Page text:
holiday joy traditionally speaking


I am neither completely traditional nor tradition-oriented.  We didn’t have too many family traditions when I was growing up.  We had consistency though: unbelievable food, lots of loud Italians to talk about the food and more pasta.

But, I recently signed up for an online photography class with my neighbor, Kelly Willette, called Finding the Holiday Joy.  If you live in the Norfolk area, drive down my street and you’ll find her house.  You’ll know it when you see it; the Willettes love them some Christmas tradition.

Anyway, back to the class.  It’s all about documenting your holiday traditions on film or SD card, as the case may be.  But, being tradition-phobic, I was completely daunted by the first two lessons: advent calendars and finding the right tree.   To keep my yearly holiday cheer intact, my husband and I decided about seven years ago to buy an everlasting tree {read: fake}.  So, that tradition’s a bust; I always find the tree in the basement.  I did try to take a photo of my husband struggling to pull the beast from that dank netherworld, but needless to say, he wouldn’t strike a pose {or at least one that I would want on film; his hand gestures were not so traditional.}

And, I don’t have an advent calendar!  Yikes.  I immediately surfed to etsy.com for help, but nothing would arrive in time and I really felt that I was forcing the tradition more than feeling it.  “Have I tradition-starved my children?” I thought.  Well, not really.  We do our things, our way.  Like, nothing BEATZA Christmas Eve PIZZA!  {photos to follow after the holiday.}  But, for the sake of my online class, I recorded a few things here that are Christmassy and fun for us.

And please don’t think that I am knocking others’ traditions; I think they are great.  We have friends that eat Christmas Day burritos {and they don’t have a Latin bone in their body…} and some that hide a pickle in their tree {I think that’s German.}  Comment below if you have a favorite tradition.

By the way, my older son did ask the other day for “one of those calendars that counts down until Christmas Eve.”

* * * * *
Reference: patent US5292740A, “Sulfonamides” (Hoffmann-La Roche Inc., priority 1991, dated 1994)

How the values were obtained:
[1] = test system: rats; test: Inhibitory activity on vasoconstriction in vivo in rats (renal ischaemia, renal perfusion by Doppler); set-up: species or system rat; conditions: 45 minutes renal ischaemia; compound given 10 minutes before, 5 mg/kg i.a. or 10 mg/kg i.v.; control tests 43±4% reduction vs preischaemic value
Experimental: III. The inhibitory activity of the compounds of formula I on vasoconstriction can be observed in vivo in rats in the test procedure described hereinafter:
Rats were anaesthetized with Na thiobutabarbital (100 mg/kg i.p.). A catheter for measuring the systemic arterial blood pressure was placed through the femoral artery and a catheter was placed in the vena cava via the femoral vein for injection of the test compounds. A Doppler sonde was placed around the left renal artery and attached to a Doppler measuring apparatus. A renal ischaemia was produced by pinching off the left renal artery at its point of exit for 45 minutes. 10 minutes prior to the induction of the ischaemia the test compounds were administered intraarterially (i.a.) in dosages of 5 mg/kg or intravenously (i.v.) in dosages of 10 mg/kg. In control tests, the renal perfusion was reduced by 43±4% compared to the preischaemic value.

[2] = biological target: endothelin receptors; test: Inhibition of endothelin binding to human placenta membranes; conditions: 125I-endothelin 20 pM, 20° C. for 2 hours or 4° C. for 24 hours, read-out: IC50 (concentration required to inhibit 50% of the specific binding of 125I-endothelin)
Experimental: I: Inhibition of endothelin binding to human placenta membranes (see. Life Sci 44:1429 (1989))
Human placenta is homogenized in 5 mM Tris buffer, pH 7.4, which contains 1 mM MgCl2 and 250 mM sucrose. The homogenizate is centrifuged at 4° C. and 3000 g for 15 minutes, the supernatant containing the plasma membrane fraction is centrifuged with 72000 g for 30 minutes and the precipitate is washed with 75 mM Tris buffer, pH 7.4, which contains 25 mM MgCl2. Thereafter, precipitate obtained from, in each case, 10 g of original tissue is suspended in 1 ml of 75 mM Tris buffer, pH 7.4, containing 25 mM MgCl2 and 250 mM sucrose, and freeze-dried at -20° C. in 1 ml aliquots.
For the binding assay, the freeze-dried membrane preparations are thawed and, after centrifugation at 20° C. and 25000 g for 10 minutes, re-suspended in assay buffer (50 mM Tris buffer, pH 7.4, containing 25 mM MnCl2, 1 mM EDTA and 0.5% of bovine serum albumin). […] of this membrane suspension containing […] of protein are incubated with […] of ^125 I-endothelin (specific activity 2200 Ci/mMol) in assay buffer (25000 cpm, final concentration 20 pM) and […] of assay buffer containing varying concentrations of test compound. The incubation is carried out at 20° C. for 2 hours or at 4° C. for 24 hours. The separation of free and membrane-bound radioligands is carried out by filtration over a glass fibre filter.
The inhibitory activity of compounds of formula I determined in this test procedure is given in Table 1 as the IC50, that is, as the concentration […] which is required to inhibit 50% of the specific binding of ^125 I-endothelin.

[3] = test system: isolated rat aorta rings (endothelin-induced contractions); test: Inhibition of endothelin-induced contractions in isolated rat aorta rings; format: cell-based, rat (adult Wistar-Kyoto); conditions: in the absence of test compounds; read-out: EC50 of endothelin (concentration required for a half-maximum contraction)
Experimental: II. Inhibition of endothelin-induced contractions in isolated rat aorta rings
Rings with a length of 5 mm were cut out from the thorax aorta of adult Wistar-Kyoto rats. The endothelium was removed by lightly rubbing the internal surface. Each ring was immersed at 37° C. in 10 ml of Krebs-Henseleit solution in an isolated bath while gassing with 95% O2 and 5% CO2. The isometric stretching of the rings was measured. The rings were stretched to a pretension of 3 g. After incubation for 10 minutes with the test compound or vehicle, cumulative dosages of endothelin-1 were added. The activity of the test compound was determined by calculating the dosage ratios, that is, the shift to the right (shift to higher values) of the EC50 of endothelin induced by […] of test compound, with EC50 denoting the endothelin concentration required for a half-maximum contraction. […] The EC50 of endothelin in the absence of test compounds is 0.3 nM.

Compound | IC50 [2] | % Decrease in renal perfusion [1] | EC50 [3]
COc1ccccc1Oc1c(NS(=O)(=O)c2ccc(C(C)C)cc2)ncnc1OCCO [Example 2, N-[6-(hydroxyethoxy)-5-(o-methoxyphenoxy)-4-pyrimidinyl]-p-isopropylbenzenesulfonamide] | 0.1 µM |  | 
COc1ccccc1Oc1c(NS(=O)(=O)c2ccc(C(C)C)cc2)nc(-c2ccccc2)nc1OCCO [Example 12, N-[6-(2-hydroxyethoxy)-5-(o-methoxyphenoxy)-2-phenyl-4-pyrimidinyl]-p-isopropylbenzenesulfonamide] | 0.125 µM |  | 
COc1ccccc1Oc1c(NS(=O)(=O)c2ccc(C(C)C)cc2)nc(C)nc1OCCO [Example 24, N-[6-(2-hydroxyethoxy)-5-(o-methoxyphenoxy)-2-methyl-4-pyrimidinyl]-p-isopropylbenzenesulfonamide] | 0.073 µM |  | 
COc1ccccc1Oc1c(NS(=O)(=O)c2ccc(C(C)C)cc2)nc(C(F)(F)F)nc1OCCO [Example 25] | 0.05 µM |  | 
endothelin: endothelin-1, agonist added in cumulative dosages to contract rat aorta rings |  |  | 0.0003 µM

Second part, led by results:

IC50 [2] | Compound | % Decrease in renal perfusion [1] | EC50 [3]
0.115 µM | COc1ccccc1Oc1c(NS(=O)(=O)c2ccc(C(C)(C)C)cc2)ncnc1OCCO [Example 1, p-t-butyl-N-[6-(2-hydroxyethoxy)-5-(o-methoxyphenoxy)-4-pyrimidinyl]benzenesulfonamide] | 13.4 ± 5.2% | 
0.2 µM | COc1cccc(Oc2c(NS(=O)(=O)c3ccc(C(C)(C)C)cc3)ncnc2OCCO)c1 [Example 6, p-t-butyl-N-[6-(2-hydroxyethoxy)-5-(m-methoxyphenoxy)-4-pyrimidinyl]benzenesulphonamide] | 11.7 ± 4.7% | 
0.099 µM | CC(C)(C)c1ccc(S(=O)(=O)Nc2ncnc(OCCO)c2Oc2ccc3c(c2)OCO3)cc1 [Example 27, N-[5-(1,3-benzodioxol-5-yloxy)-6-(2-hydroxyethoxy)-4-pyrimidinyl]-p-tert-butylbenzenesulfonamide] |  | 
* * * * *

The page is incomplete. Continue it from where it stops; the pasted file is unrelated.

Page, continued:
Enjoy.  SPL

homemade snow globes and chugga, chugga… christmas express

finding the right tree?

shopping and bad mall food.  I’ll tell you another time why I avoid the mall.

bad sweaters, this one was my “fave!” {please note the sarcastic quotes}

better sweaters

holiday dragon lights, of course

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About Ginger Hansen Photography

wife mom graphic designer photographer french professor
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3 Responses to holiday joy traditionally speaking

  1. Jenna says:

    I am visiting from Kelly’s link…wondering if you would share how you captured the picture of your kids looking at the tree. Thanks!

  2. I really liked that one.
    I pulled that one off like a normal silhouette photo, but in low light. The tree was my backlight, but I also had the overhead lights on in the room. It was night time so I didn’t have any light coming in from the windows. (And, of course, no flash.) The only issue was that I had to keep the shutter open for a long time to let in enough of the tree light. I had the kids hold really still (1/3 sec shutter speed). That was an eternity for a 4 and 7 year old. I also had the ISO set at 1000 and an f-stop of 4.0.
    More on silhouettes (in case you were wondering): http://www.iheartfaces.com/2010/11/silhouette-tutorial-by-susan-keller/

  3. Jenna says:

    Thanks you so much for the explanation and the link!

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